March 05, 2013

New club established for area hams

A group of seven Rusk County Hams recently met to establish a new Amateur Radio club in East Texas. President Keith Ballow says the organization is hoping to promote ham radio to a new generation.

"We hope to bring the excitement of ham radio and electronics to the young people of Rusk County," said Ballow. "Of course, we'll have activities for all ages. Several local hams are interested in storm spotting, community service, emergency preparedness and even just talking to folks on the radio."

The Rusk County Amateur Radio Club is made up local amateur radio operators and their families. "Hams," as they are often called, are licensed by the Federal Communications Commission to operate two-way radios on shortwave, VHF, microwave and other frequencies. While most often seen providing emergency communications during natural distastes  many hams enjoy talking around town or around the world nearly everyday.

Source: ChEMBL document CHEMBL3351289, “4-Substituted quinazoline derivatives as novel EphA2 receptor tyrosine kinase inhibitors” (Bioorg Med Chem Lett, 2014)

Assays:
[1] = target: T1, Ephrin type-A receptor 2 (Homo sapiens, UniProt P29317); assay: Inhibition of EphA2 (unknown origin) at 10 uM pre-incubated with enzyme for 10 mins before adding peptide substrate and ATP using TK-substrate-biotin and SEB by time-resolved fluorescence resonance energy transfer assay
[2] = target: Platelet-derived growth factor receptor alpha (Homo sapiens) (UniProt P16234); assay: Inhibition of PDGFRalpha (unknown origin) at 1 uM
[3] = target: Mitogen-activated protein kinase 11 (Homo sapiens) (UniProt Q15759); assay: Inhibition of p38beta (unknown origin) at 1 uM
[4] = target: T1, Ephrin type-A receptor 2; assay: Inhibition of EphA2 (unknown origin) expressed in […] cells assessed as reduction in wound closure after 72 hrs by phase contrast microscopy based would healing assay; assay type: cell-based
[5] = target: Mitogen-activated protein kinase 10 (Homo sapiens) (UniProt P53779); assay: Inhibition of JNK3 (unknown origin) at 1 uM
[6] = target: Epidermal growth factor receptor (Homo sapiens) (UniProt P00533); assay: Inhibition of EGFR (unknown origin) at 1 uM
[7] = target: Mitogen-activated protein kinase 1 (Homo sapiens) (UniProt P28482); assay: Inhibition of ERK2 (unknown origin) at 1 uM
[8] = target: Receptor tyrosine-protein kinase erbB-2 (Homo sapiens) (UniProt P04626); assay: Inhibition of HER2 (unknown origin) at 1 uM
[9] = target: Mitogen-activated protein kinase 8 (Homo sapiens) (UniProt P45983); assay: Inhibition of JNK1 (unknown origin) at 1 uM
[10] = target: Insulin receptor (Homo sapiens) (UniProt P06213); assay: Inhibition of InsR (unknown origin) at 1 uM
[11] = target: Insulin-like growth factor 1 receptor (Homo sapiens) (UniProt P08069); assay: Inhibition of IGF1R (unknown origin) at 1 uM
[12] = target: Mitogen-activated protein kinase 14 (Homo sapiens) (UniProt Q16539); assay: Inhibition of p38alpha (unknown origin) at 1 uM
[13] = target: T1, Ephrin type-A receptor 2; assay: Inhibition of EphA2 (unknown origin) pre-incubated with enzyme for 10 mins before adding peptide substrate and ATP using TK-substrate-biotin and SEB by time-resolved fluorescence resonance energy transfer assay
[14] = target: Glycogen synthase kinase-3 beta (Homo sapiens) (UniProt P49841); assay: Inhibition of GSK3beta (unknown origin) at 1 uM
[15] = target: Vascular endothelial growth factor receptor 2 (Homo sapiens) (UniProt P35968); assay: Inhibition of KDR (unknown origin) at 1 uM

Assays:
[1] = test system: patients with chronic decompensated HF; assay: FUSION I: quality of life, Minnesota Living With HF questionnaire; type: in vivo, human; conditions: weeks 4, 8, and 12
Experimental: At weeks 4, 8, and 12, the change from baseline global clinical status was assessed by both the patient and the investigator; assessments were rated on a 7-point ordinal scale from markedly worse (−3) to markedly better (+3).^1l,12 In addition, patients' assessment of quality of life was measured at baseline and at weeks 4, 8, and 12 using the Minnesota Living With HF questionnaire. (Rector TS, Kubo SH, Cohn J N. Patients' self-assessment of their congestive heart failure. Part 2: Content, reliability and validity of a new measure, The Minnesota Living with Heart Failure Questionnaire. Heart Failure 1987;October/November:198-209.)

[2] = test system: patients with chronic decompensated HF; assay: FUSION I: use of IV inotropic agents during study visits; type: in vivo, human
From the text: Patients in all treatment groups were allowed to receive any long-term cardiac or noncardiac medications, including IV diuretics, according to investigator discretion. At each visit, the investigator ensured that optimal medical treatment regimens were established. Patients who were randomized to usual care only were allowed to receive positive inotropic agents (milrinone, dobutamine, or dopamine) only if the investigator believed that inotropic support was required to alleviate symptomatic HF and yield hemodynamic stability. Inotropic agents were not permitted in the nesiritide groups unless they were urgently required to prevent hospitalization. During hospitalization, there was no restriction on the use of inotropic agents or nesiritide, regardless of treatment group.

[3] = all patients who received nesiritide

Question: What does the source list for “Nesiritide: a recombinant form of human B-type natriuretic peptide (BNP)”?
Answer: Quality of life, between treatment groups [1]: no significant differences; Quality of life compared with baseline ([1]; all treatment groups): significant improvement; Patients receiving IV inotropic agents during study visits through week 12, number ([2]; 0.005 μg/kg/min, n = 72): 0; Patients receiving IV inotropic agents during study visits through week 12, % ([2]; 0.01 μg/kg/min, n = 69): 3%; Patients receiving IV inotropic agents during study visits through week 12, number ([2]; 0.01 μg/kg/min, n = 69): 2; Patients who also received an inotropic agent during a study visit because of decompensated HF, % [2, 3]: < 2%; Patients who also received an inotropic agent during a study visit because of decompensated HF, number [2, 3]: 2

"It is a vary diverse hobby that offers a wide array of activities," said David Chenault, a member of the new club. "You can chat with several friends at one time in Henderson on the local radio repeater, talk to space station astronauts, or exchange digital pictures hams in Japan or Spain. The possibilities are nearly endless."

James Pike, a relatively new ham who is also the county emergency management coordinator  said he's been looking forward to a local club for years.

"Hams can be vitally important in an emergency," said Pike. "When all the power goes out, cell phones stop working, but hams still have the ability to provide communications. They can work with police, fire and Red Cross workers to help people and save lives."

Anyone can become a ham by simply taking an FCC test. The club is planning on hosting testing session in the next few months. More information is available on the group's website,